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Alaska Legislature

Alaska Legislature in ‘race to finish’ budget work before coronavirus arrives in Juneau

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JUNEAU — In a quiet room within the Alaska State Capitol on Friday night, members of the state Senate’s finance committee introduced their $4.5 billion proposal for the state’s operating budget.

With that proposal now on the table, the Alaska Legislature is in a “race to the finish," said Sen. Bert Stedman, R-Sitka and co-chair of the Senate Finance Committee.

Legislators now hope that by Friday, they will be done with the state operating budget, the capital budget, provide coronavirus emergency funding and set the amount of the 2020 Permanent Fund dividend.

“We won’t be here two weeks from now,” Senate President Cathy Giessel, R-Anchorage, said Friday.

Several legislators said they feel as if they’re working against a hidden clock. If someone in the Capitol is diagnosed with coronavirus, many lawmakers will isolate themselves. If lawmakers isolate themselves, it will become impossible to finish the budget and other critical legislation.

“Clearly, time is not our friend,” Stedman said.

The nightmare scenario for Alaska lawmakers is what happened in Georgia.

After a state senator there was diagnosed with a confirmed case of COVID-19, all 236 Georgia lawmakers and dozens of staffers were told to isolate themselves for two weeks. Work has stopped.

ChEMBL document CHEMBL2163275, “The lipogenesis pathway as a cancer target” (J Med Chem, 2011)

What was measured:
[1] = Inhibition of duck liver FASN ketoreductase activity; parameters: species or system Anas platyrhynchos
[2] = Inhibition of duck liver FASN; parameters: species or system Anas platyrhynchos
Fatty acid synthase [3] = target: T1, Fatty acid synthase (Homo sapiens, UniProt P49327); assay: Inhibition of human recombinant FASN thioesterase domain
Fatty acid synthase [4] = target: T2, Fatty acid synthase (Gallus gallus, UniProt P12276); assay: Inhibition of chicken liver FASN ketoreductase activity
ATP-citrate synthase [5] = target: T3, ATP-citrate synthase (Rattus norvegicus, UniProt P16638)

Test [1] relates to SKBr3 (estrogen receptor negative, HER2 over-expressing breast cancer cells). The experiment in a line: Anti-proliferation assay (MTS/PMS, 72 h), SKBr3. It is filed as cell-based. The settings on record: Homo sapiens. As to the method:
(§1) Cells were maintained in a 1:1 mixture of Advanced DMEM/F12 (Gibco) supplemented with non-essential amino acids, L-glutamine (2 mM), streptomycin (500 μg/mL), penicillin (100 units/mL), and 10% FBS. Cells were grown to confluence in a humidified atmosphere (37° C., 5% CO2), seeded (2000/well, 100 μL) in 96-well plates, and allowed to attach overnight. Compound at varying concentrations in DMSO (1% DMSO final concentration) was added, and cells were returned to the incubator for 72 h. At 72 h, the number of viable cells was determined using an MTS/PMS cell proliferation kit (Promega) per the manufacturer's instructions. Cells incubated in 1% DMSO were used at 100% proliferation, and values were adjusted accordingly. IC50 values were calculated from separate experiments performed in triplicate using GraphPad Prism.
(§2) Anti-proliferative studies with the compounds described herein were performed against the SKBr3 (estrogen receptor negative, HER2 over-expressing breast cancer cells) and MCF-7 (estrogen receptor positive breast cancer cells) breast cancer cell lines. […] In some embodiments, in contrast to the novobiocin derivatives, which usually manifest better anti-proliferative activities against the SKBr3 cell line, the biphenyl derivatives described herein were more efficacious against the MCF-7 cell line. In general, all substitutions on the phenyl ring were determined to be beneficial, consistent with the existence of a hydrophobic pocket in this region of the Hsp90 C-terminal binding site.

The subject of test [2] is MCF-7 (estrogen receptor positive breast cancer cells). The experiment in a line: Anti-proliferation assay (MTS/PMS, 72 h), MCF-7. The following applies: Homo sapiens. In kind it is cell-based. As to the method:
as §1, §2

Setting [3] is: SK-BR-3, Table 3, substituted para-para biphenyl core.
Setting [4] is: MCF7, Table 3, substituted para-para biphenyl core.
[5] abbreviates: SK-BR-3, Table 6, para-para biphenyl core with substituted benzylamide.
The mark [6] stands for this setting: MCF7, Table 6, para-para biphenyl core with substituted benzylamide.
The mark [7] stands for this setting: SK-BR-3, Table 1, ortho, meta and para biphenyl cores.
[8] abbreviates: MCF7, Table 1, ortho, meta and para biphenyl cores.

Rep. David Eastman, R-Wasilla, and other lawmakers have urged the Alaska Legislature to pass a law allowing state legislators to cast their votes remotely, by phone or computer, but legislative attorneys have said that the state constitution does not allow that.

With time limited, lawmakers are moving to delay otherwise-needed votes. On Saturday, the House planned to pass a law eliminating the requirement that the governor’s appointees must be confirmed or turned down in a joint session of the Legislature.

Lawmakers don’t want to crowd themselves together for that session.

When lawmakers finish work on the budget and associated bills, Senate Minority Leader Tom Begich, D-Anchorage, said the plan is for a “soft adjournment.” Lawmakers would not meet but would reserve the ability to reconvene in order to take additional action if required by the pandemic.

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